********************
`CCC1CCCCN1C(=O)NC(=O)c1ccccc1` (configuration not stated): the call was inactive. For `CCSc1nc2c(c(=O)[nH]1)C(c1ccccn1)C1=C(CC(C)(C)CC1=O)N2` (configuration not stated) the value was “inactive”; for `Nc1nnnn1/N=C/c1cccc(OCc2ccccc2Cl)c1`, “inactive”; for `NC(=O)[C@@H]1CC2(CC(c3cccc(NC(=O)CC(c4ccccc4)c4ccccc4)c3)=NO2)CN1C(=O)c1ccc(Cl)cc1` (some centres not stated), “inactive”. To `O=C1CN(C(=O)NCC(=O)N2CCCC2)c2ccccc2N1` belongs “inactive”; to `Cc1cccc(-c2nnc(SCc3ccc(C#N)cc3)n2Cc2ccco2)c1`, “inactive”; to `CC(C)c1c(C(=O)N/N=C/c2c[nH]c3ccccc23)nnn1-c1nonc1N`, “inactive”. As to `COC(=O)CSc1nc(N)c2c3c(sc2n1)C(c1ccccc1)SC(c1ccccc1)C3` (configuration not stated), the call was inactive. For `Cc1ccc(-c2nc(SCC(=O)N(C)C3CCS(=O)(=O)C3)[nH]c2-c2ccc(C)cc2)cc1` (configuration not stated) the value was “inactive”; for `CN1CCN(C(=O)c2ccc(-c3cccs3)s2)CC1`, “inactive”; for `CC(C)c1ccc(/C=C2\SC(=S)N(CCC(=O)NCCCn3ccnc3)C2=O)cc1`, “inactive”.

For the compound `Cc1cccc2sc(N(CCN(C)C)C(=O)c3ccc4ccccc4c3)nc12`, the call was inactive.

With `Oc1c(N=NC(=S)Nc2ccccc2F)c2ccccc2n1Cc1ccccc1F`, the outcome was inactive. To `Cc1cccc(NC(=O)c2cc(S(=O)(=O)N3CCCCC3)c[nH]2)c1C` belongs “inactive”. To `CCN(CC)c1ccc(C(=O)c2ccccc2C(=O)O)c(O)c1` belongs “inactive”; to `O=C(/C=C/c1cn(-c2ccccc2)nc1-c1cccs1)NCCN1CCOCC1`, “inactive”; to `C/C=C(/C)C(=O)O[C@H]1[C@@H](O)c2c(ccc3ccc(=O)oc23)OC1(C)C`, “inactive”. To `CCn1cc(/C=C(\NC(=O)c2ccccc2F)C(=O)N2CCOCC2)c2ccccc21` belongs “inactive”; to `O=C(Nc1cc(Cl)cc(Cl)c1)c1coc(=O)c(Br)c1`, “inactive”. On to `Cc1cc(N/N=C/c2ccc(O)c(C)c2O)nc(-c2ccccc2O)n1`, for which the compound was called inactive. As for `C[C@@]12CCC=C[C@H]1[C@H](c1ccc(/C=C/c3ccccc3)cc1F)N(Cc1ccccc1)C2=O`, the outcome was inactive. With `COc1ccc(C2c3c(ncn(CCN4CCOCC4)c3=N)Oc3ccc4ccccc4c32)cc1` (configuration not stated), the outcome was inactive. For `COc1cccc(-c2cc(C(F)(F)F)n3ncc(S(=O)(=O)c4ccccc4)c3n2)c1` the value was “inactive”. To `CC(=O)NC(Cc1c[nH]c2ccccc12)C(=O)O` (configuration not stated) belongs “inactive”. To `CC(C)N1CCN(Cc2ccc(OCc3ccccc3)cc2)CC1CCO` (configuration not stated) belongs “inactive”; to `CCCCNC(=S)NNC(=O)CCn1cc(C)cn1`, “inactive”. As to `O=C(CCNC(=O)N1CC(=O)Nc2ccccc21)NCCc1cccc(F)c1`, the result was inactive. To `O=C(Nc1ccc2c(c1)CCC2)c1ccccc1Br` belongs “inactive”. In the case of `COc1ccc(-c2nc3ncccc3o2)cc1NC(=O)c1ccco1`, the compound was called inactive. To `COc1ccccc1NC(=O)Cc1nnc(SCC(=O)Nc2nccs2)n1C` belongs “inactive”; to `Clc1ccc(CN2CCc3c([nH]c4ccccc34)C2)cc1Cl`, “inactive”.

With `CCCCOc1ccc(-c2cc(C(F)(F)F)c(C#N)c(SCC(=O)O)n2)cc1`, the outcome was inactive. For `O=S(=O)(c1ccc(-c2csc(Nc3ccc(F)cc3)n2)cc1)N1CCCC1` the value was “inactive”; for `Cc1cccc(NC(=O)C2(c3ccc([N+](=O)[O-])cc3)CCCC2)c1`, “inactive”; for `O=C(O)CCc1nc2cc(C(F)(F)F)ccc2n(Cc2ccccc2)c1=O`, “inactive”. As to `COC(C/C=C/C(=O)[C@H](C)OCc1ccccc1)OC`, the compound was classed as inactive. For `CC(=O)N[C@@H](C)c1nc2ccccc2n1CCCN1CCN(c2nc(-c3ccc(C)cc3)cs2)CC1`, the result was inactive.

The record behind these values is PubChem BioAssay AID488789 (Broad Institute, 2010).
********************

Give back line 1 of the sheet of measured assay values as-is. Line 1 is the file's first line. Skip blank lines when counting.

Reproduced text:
`CCC1CCCCN1C(=O)NC(=O)c1ccccc1` (configuration not stated): the call was inactive. For `CCSc1nc2c(c(=O)[nH]1)C(c1ccccn1)C1=C(CC(C)(C)CC1=O)N2` (configuration not stated) the value was “inactive”; for `Nc1nnnn1/N=C/c1cccc(OCc2ccccc2Cl)c1`, “inactive”; for `NC(=O)[C@@H]1CC2(CC(c3cccc(NC(=O)CC(c4ccccc4)c4ccccc4)c3)=NO2)CN1C(=O)c1ccc(Cl)cc1` (some centres not stated), “inactive”. To `O=C1CN(C(=O)NCC(=O)N2CCCC2)c2ccccc2N1` belongs “inactive”; to `Cc1cccc(-c2nnc(SCc3ccc(C#N)cc3)n2Cc2ccco2)c1`, “inactive”; to `CC(C)c1c(C(=O)N/N=C/c2c[nH]c3ccccc23)nnn1-c1nonc1N`, “inactive”. As to `COC(=O)CSc1nc(N)c2c3c(sc2n1)C(c1ccccc1)SC(c1ccccc1)C3` (configuration not stated), the call was inactive. For `Cc1ccc(-c2nc(SCC(=O)N(C)C3CCS(=O)(=O)C3)[nH]c2-c2ccc(C)cc2)cc1` (configuration not stated) the value was “inactive”; for `CN1CCN(C(=O)c2ccc(-c3cccs3)s2)CC1`, “inactive”; for `CC(C)c1ccc(/C=C2\SC(=S)N(CCC(=O)NCCCn3ccnc3)C2=O)cc1`, “inactive”.